Differentiation is the process by which differences between learners are accommodated so that all students have the best possible chance of learning. It is important that students are given tasks that they can achieve, but that will also challenge them, causing them to pause and apply computational thinking.
In each level there are three learning tasks that all students should attempt. The main body of the code has been written for the student with a video to explain how the program was written. Students are required to extend the functionality of the program and never start from a blank canvas.
In each level there are six differentiated practice programs in each level. The difficulty of the program is indicated by stars. One-star programs are the easiest and three-star programs are the hardest. Students do not need to solve every practice program. Instead aim to solve two or three as a minimum in each level.
Lower ability students: 1 star + 1 star + 2 star = 4 stars
Middle ability students: 2 star + 2 star = 4 stars
High ability students: 1 star + 3 star = 4 stars
Lower ability students: 1 star + 1 star + 2 star + 2 star = 6 stars
Middle ability students: 1 star + 2 star + 3 star = 6 stars
High ability students: 3 star + 3 star = 6 stars
All students should be able to solve the one-star programs.
These programs mostly make use of the techniques in the first learning program and video. They include pre-written boilerplate comments, function definitions, main code function calls and output statements. This reduces the complexity of the functions-first approach so that students can focus on writing the code within a subprogram.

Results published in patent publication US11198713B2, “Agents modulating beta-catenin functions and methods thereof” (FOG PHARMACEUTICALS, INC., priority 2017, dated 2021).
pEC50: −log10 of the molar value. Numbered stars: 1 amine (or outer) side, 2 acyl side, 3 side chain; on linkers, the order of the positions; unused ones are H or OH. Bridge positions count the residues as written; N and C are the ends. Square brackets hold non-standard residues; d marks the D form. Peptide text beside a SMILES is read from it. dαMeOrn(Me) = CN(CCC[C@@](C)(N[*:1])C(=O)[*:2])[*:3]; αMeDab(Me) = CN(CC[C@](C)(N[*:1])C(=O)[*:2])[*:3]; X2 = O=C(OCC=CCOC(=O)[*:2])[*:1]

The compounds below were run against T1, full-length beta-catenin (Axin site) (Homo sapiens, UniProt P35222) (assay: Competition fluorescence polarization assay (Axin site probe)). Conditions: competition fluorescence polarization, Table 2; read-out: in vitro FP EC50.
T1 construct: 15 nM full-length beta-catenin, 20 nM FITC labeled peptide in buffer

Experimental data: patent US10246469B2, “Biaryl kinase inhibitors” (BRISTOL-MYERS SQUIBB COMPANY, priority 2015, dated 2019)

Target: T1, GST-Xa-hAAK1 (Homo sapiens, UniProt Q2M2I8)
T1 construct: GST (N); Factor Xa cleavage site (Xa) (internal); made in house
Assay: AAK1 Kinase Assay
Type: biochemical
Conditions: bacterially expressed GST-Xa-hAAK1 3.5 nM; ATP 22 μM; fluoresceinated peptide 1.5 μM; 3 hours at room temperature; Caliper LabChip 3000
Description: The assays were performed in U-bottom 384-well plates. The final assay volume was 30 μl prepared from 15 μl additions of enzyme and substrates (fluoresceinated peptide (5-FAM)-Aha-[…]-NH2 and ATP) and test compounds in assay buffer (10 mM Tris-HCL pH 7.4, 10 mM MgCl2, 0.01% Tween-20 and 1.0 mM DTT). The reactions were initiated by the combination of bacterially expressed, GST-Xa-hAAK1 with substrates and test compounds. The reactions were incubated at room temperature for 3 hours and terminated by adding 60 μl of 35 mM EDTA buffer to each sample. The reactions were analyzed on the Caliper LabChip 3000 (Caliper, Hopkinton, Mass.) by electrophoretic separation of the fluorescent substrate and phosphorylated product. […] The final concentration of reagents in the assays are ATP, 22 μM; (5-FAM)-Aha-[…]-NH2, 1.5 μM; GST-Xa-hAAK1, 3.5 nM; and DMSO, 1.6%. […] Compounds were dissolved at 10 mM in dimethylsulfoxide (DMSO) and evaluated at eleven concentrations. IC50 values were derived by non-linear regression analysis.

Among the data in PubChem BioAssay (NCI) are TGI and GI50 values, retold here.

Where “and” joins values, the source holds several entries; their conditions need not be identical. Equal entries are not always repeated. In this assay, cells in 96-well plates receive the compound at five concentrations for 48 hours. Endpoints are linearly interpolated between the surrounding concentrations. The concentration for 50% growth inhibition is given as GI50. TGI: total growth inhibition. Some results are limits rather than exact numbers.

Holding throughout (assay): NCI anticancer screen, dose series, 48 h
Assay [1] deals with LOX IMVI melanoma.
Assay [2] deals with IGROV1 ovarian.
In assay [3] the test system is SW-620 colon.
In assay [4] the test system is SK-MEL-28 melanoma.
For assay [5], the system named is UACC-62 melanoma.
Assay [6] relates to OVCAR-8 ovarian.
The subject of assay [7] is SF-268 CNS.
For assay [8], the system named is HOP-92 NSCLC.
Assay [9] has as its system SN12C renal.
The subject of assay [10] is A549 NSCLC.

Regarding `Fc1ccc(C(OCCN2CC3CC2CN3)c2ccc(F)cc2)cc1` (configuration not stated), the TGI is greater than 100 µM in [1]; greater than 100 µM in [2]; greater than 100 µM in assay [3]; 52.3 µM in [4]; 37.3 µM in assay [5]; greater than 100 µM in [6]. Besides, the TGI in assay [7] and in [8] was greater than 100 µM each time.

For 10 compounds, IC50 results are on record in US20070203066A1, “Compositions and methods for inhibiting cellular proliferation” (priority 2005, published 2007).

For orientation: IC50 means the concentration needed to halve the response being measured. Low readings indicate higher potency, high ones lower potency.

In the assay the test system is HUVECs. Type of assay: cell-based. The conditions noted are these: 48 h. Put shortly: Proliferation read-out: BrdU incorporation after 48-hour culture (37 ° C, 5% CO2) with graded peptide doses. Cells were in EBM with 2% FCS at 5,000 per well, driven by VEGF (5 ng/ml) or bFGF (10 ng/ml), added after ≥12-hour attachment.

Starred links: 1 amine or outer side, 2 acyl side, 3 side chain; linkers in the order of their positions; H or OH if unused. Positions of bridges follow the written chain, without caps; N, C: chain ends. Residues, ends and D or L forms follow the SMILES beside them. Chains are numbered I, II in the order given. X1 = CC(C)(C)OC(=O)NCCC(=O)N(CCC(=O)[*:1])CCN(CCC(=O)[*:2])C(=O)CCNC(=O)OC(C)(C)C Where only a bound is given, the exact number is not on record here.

Most students should be able to solve the two-star programs.
These programs mostly make use of the techniques in the second learning program and video. They include pre-written boilerplate comments, function definitions and output statements to give students a head start.
Some students should be able to achieve the three-star programs.
These programs make use of all the techniques in the learning programs and videos. They include boilerplate comments to save time but offer no additional help with code.
The assessment point programs are suitable for all students. They should attempt as much of the program as they can by completing the bullet points in order. The programs are structured so that they get progressively more difficult as the program develops.
Students can choose for themselves which programs to attempt. This gives them control over the learning process which can be motivating. Teachers need to guard against students undertaking programs that are too easy for them, directing them to attempt higher star programs as necessary.